Powell: Uncertainties growing for economy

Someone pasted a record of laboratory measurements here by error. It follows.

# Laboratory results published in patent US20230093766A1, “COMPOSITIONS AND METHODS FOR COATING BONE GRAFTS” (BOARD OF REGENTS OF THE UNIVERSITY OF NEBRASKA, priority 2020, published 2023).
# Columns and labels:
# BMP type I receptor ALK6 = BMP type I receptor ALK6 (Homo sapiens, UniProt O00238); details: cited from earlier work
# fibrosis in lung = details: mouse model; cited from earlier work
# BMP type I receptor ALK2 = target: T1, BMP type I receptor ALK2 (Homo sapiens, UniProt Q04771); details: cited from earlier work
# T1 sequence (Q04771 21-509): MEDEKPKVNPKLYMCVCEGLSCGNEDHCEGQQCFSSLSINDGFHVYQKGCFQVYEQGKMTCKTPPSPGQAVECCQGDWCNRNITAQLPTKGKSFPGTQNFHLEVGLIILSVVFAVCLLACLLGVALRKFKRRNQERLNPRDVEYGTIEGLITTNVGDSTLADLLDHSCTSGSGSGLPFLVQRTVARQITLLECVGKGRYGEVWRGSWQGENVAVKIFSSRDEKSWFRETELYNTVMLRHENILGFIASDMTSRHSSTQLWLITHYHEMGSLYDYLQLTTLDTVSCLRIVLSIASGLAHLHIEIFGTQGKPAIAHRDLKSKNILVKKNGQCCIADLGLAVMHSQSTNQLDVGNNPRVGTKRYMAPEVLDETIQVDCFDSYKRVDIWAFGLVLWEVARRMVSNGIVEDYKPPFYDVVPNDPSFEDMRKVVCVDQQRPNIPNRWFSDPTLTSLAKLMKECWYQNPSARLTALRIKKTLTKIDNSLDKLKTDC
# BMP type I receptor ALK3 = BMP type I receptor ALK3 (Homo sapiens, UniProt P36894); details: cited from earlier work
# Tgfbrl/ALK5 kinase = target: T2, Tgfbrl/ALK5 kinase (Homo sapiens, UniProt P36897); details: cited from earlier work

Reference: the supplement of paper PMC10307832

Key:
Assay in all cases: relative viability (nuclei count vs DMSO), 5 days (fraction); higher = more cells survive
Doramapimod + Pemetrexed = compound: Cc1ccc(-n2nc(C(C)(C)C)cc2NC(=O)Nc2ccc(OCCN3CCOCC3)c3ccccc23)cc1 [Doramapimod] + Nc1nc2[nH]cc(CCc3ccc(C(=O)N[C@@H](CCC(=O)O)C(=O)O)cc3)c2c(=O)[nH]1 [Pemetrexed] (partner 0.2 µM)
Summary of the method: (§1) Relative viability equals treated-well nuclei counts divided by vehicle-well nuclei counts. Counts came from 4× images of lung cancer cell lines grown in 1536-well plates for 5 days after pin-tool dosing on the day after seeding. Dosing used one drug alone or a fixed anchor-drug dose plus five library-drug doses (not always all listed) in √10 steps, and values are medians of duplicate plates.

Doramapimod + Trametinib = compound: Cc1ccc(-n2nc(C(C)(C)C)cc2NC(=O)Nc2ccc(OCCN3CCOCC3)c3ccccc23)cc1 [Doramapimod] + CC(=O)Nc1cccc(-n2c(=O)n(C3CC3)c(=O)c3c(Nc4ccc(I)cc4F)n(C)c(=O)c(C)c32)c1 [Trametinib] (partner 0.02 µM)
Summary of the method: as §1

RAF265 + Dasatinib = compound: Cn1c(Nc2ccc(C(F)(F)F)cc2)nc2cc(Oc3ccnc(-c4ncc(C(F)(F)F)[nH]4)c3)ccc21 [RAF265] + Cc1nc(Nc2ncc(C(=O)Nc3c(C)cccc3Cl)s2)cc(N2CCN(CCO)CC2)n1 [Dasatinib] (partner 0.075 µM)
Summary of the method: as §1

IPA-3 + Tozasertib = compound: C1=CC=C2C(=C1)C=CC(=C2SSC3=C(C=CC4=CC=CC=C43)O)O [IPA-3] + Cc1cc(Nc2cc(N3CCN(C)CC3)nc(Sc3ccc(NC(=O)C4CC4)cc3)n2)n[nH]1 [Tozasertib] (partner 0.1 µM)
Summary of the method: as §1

WASHINGTON — Federal Reserve Chairman Jerome Powell said Tuesday the outlook for the U.S. economy has become cloudier since early May, with rising uncertainties over trade and global growth causing the central bank to reassess its next move on interest rates.Speaking to the Council on Foreign Relations in New York, Powell said the Fed is now grappling with the question of whether those uncertainties will continue to weigh on the outlook and require action.Powell did not commit to a rate cut but said the central bank will closely monitor incoming data and be prepared to “act as appropriate to sustain the expansion.”“The crosscurrents have reemerged, with apparent progress on trade turning to greater uncertainty and with incoming data raising renewed concerns about the strength of the global economy,” Powell said.Many economists believe the Fed could decide at its next meeting on July 30-31 to cut its key policy rate, something it has not done since 2008.But markets showed disappointment with Powell’s comments, which suggested a rate cut was not certain. That followed separate comments Tuesday by James Bullard, head of the Fed’s St. Louis regional bank, who said that he believed a quarter-point cut in July would be sufficient as an insurance move against a possible severe economic slowdown.The S&P 500 dropped 1 percent to 2,917, its biggest loss of the month, while the Dow Jones Industrial Average fell 179 points or 0.7 percent, to 26,548.In addition to disappointment with the Fed comments, reports showing a drop in consumer confidence and weakness in the housing market added to investor gloom.In an interview with Bloomberg television, Bullard said an “insurance cut” of a quarter-point would be enough to protect against a sharper-than-expected slowdown in economic growth and a half-percentage point cut would be “overdone.” Bullard last week cast the lone dissent

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